|Photo from Chicago Daily Law Bulletin (subscription required)|
That's nothing -- an eyeblink, really, compared to the experience of Greg Herriges and Rick Vittenson.
Like a lot of Baby Boomers, Herriges and Vittenson formed a band. In fact, according to Jerry Crimmins' story for the March 21 Chicago Daily Law Bulletin (subscription required), they formed a band twice, in 1964, when they were 14 (after seeing the Beatles on The Ed Sullivan Show), and then again in 1972, when they were 22. The second time around, the north suburban duo, now billing themselves as "Athanor," recorded a few songs in Herriges' home studio.
|You can't fake that '70s "look"|
Vittenson kept his hand in the arts, performing in and contributing lyrics to the Chicago Bar Association's annual "Christmas Spirits" reviews and, as noted by ABA Journal Law News Now writer Debra Cassens Weiss in this March 18 post, playing with a band called "Malpractice," a group that included a number of ABA Journal staffers, at office parties. At one such event, according to Weiss, a colleague kidded Vittenson by saying he was a lawyer masquerading as a rock star. But Vittenson said, "No you’ve got it entirely opposite, I’m a rock star pretending to be a lawyer."
Still... we all have the corpses of youthful dreams buried in us somewhere.
But the shared dream of Messrs. Vittenson and Herringes wasn't completely dead -- it was just long dormant.
Their dream came back to life in 2010, around the time Vittenson retired. An excerpt from Crimmins's Law Bulletin article:
Vittenson said "Greg got an e-mail from a fellow in France (in 2011) who said that he loved the Athanor song 'Graveyard.' He found it on a British compilation CD, a CD of different people's songs.And, now, just 40 years later than planned, Athanor is an overnight sensation in Europe. The duo found all their old tapes and picked out the best, compiling enough for an album, entitled (appropriately enough) "Flashback," released on vinyl by a Spanish label, Guerssen Records, earlier this month. It will be released in America on April 2. A CD release is also planned.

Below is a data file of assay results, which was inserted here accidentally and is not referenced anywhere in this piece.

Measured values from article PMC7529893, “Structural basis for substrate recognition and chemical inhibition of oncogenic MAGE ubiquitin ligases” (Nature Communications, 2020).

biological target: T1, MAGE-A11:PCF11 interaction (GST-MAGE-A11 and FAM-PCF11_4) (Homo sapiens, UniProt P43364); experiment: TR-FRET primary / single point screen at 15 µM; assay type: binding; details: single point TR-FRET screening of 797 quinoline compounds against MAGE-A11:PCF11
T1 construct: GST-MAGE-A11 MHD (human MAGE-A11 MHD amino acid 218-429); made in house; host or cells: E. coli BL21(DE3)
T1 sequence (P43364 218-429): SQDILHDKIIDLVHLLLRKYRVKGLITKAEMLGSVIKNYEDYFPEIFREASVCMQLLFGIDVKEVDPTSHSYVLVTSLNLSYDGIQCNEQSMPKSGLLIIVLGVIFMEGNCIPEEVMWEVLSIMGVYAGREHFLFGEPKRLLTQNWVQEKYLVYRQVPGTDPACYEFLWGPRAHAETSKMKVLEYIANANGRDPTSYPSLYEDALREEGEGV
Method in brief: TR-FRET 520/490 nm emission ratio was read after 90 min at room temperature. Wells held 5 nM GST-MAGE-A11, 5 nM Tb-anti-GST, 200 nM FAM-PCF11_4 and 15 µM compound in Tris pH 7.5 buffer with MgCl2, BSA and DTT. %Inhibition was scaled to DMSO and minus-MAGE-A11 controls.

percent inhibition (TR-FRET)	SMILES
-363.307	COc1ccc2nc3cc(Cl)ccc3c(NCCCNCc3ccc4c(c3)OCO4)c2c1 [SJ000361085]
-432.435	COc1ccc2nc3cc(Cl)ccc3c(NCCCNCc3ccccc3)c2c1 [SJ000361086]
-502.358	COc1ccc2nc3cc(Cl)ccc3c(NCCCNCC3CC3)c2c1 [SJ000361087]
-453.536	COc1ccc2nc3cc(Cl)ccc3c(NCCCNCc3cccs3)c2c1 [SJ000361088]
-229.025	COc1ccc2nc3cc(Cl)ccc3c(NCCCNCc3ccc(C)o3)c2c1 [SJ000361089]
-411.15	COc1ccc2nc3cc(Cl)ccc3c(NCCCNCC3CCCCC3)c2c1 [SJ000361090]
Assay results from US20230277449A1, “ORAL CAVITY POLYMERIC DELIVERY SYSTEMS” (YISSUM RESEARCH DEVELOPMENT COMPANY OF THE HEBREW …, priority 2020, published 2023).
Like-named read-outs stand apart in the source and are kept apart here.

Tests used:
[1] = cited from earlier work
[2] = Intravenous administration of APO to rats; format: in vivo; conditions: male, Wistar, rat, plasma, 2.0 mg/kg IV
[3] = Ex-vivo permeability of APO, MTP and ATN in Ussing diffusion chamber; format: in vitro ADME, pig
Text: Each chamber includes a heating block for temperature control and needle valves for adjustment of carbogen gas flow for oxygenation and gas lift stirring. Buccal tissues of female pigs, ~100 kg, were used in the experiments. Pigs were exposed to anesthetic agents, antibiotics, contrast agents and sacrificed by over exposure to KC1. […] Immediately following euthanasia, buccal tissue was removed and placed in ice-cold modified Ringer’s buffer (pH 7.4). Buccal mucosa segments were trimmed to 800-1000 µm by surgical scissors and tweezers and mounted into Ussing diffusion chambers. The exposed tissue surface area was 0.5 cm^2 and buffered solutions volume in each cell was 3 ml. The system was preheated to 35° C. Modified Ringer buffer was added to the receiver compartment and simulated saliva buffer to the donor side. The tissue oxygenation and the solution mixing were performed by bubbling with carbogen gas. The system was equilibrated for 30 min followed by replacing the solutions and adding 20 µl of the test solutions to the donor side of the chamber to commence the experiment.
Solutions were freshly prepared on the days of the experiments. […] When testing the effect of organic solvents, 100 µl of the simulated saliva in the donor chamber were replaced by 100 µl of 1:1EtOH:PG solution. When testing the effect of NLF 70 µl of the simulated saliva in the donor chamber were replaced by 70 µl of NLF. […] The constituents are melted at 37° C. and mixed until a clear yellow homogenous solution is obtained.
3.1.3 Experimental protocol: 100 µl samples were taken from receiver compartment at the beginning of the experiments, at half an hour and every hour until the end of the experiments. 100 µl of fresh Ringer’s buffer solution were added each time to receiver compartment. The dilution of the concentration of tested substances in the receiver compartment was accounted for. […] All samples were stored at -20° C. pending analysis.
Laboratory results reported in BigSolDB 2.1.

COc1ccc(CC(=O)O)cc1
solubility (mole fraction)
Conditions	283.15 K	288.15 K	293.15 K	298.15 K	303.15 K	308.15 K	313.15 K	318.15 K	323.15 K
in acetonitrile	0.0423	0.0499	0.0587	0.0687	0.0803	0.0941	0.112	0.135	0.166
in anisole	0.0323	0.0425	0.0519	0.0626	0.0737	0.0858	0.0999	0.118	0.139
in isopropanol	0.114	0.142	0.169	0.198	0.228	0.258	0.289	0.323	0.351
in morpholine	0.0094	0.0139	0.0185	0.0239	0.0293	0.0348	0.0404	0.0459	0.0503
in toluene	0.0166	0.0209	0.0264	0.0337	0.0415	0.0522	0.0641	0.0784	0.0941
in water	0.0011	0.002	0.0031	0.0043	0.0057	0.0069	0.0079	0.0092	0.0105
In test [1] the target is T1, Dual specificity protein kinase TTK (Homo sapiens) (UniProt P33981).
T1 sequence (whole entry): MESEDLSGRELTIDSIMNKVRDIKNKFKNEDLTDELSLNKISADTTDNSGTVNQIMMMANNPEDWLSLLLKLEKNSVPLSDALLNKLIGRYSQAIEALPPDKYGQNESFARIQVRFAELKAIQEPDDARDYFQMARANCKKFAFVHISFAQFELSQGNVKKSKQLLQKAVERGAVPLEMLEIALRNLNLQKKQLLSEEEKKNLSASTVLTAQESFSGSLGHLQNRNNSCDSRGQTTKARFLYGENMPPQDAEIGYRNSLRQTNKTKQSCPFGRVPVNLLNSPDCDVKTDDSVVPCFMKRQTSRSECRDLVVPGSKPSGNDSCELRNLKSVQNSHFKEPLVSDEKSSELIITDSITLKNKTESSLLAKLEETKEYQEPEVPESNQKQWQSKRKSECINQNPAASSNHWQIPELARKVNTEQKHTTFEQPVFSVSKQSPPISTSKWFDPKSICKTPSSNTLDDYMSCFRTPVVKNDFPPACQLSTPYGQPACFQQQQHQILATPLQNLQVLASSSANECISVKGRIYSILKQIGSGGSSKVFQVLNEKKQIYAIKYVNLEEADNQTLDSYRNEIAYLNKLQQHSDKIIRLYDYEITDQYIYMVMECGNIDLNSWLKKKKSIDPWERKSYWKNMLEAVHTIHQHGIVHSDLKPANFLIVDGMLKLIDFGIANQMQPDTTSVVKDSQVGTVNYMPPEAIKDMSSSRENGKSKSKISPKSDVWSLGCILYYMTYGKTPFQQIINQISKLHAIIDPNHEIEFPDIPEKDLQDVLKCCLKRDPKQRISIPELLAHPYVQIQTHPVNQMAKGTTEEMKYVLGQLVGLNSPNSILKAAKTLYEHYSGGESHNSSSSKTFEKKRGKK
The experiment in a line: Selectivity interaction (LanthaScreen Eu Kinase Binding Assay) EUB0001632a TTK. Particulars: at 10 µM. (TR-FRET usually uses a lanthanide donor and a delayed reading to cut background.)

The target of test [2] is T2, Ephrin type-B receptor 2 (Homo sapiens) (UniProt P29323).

"Greg's reaction was, 'What compilation?'"
Among other bands on the compilation album were The Chartbusters, who had a hit in 1964, and The Rattles, who had a hit in 1970.
"Graveyard" was a 45 rpm demo that Athanor recorded in 1973 and sent to big labels to try to get a record contract.
"Somehow, one of them in pretty good condition must have made its way to this record company in England," Herriges said. Four decades later, "they snatched one of our songs" without asking.
That company has disappeared, Herriges said.
Yet "Somewhere There Is Music," a music blog out of France, cited "Graveyard" as the best song of 2011.
"The record companies came knocking," Vittenson said. "People in Europe were talking about Athanor."
So what's next for the old/new group? A tour? Quoting Crimmins again:
"We're going to do one record release party … and that will be it," Vittenson said. "Unless somebody invites us to play in Japan."You know, just in case....
But Herriges said the band is starting to rehearse.
To hear Athanor for yourself, click on the link to the ABA Journal Law News Now post; there's a YouTube video embedded.